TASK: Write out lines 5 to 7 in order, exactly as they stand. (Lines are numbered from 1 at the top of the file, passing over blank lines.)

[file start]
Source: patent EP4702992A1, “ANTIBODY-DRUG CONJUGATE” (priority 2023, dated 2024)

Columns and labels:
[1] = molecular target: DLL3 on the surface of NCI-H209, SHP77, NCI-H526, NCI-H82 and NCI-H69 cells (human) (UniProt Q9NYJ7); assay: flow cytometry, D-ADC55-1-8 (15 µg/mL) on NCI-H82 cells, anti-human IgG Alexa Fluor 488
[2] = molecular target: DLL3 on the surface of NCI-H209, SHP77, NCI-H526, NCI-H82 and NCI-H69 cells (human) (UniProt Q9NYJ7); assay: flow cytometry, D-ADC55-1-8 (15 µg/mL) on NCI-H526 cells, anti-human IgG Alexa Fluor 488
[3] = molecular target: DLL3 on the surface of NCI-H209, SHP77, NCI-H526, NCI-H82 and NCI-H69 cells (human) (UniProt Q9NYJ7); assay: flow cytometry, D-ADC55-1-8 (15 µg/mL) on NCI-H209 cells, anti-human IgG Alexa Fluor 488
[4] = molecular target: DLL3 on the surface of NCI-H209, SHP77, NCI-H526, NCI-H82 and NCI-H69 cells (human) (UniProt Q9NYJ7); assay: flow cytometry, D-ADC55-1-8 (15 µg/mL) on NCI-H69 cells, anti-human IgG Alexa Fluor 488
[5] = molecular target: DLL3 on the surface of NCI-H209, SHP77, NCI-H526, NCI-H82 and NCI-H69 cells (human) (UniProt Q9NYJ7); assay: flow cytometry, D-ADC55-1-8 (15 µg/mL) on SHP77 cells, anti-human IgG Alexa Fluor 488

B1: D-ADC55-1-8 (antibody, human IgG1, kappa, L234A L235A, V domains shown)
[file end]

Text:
[3] = molecular target: DLL3 on the surface of NCI-H209, SHP77, NCI-H526, NCI-H82 and NCI-H69 cells (human) (UniProt Q9NYJ7); assay: flow cytometry, D-ADC55-1-8 (15 µg/mL) on NCI-H209 cells, anti-human IgG Alexa Fluor 488
[4] = molecular target: DLL3 on the surface of NCI-H209, SHP77, NCI-H526, NCI-H82 and NCI-H69 cells (human) (UniProt Q9NYJ7); assay: flow cytometry, D-ADC55-1-8 (15 µg/mL) on NCI-H69 cells, anti-human IgG Alexa Fluor 488
[5] = molecular target: DLL3 on the surface of NCI-H209, SHP77, NCI-H526, NCI-H82 and NCI-H69 cells (human) (UniProt Q9NYJ7); assay: flow cytometry, D-ADC55-1-8 (15 µg/mL) on SHP77 cells, anti-human IgG Alexa Fluor 488